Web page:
By 1889 the Stockholm telephone factory had achieved an output of 20,000 telephone instruments and the total number of employees had increased to 96, including Ericsson himself.
In the early nineties, Ericsson directed his attention to the export markets and branches were opened in countries near to Sweden and later-on a chain of factories was built covering nearly every country in the old world.
In 1903, after 30 years incessant and fruitful labour, Ericsson withdrew from the
leadership of the great organisation he had founded and retired to an estate in the
country, where during the next 23 years he was afforded the great pleasure and privilege
of seeing the extraordinary expansion of the Ericsson organisation. This remarkable
and lovable man died in 1926, in his eightieth year, and by a strange coincidence
at the time the Company was celebrating the half-century of its existence.
This brings us more particularly to the British section of the Ericsson organisation. A sales office had been opened in London in 1898 but in the early days of the present century it became evident that manufacture would have to be undertaken in Great Britain in order to satisfy the reasonable national desire for production at home. Messrs. Ericsson therefore decided to erect a factory in London and with this intention they bought a plot of land at Tottenham, in the north. About the same time the National Telephone Company had purchased a factory at Beeston, just outside Nottingham - incidentally it was in this factory that the famous Beeston Humber cycles were originally made. The National Telephone Company made a proposition to Ericssons’ which caused them to abandon their factory project. This change of plan deprived the good people of Tottenham of what has proved to be a very successful venture giving steady employment to thousands of people; nevertheless, they had good reason to be grateful to Ericssons’ in other respects. The parcel of land was of considerable size, and a lot of timber was required to fence it - this timber became the main source of fuel supply to the district; no sooner was it erected than it disappeared and it became a race as to whether the erectors could put up as quickly as the Tottenhamites could pull down. We believe it was in this way that the name Tottenham Hotspurs originated!
|Ericsson assisted by his wife experimenting at home|
At the suggestion of the National Telephone Company a new Company was incorporated in 1903 under the name The British L.M. Ericsson Manufacturing Co. Ltd. The Capital of this Company was equally subscribed by the National Telephone Company and by Ericssons. The Beeston telephone works, employing at that time 130 people and covering one acre, were transferred to this Company. (Going back a little, it is interesting to recall that the first telephone exchange in Nottingham was opened in 1881 with two subscribers - it is safe to assume that "wrong number" or "number engaged" were phrases not then known in the district.)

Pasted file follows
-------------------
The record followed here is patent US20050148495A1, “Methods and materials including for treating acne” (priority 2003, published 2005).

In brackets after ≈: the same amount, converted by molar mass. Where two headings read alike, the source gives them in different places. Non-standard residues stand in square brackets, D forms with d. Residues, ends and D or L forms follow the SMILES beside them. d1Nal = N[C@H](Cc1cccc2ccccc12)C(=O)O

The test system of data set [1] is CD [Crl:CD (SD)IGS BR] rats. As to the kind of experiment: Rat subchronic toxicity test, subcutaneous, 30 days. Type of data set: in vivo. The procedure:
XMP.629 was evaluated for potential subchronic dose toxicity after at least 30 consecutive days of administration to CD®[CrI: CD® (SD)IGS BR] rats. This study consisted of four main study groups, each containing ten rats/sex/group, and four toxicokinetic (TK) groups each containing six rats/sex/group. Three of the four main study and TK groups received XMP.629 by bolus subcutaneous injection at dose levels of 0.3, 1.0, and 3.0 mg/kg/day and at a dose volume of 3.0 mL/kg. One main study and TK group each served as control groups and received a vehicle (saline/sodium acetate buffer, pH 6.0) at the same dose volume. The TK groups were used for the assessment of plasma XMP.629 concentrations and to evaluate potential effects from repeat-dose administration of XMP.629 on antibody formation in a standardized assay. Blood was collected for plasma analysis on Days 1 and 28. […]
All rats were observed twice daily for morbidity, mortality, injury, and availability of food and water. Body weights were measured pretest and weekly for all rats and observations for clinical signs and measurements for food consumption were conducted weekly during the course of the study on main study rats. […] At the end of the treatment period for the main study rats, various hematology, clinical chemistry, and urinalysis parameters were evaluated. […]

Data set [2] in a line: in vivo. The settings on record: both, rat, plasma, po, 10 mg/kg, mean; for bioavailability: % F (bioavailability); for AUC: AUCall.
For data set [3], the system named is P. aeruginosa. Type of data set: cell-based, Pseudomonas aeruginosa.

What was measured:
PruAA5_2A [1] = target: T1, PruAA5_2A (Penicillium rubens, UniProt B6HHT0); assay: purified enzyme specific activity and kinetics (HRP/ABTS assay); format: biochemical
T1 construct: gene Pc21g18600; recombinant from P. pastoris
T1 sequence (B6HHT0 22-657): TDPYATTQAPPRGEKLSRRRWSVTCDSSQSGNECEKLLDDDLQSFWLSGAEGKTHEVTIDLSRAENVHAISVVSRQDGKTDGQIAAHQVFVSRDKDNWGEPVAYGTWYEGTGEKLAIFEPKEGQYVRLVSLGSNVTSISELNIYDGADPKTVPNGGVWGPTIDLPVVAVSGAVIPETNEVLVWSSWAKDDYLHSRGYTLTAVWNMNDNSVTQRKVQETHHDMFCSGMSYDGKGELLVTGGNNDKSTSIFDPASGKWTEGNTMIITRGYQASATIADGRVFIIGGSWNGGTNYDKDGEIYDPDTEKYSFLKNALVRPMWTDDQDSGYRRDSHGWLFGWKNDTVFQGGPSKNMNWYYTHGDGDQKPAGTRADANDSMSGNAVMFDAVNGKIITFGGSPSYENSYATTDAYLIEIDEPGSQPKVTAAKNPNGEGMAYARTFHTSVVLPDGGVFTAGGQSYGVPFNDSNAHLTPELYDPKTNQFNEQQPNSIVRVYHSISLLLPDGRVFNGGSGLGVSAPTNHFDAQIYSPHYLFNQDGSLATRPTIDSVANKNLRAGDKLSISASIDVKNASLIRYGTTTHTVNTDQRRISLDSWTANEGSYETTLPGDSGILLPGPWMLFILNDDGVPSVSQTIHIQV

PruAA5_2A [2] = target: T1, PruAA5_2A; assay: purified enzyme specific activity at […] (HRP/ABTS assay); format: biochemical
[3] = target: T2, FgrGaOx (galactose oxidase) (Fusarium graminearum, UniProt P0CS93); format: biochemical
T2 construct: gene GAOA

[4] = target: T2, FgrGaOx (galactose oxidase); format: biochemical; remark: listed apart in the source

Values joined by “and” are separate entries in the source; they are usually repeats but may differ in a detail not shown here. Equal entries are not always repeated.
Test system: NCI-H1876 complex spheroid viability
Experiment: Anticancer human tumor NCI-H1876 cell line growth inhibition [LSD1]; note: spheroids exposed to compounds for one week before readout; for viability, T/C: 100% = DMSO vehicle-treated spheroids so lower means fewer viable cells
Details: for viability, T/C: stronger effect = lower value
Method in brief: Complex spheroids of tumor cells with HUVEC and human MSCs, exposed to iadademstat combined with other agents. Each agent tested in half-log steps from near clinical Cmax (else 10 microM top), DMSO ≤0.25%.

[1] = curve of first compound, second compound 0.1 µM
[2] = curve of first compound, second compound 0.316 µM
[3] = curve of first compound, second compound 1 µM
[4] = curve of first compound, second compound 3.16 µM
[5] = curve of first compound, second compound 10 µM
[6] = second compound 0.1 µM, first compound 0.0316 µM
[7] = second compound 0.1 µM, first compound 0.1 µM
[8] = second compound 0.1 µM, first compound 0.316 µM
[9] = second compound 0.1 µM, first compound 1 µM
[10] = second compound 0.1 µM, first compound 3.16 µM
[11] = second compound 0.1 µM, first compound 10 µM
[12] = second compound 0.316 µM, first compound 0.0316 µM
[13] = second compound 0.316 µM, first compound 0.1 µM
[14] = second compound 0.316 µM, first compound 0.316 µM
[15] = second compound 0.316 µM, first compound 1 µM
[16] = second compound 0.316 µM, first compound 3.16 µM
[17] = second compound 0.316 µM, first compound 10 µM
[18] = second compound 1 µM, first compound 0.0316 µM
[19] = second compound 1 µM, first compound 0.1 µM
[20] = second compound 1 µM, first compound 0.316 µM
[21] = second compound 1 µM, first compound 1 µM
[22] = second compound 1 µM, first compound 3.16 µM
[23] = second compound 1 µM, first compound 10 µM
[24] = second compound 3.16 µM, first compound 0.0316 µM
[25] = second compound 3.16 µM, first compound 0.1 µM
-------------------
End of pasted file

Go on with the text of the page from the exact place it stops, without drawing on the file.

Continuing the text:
Extensions to the Beeston works have subsequently been made at very frequent and regular intervals so that to-day about 15 acres are built upon and a further 8 acres are available for expansion. As extensions are at the moment being erected, it looks as though the remaining unoccupied land will not be more than the Company will require in the future.
As we have already mentioned, the business of the National Telephone Company was acquired by the State in 1912. This necessitated the repayment of their share holding in the British Ericsson Company, consequently the share capital of the Company was reconstructed. The capital was increased from £100,000 to £200,000 by a public issue of shares. The business continued to expand considerably and a Debenture issue of £100,000 was made a little later, while in 1926 it was again found necessary to increase the share capital, this time from £200,000 to £500,000 at which figure it still stands. At the same time permission was obtained to change the Company’s name to Ericsson Telephones Ltd.
When Shakespeare made one of his characters in Macbeth say “if you can look into the seeds of time and say which grain will grow and which will not, speak then to me,” he was voicing a wish that frequently occurs to each of us, but he knew, as we know, that the gratification of this desire would remove the zest from life. The journey is invariably more thrilling than the arrival. Ericsson did not realise that the seed he was planting in that back kitchen was destined to become an organisation giving employment to upwards of 12,000 people and even now the high water mark is yet to be reached. Saturation point in the demand for telephones is a long way off - in all countries of the world a considerably greater telephone density is urgently demanded and nowhere more than in the enterprising countries of the British Empire owning allegiance to their Majesties King George and Queen Mary.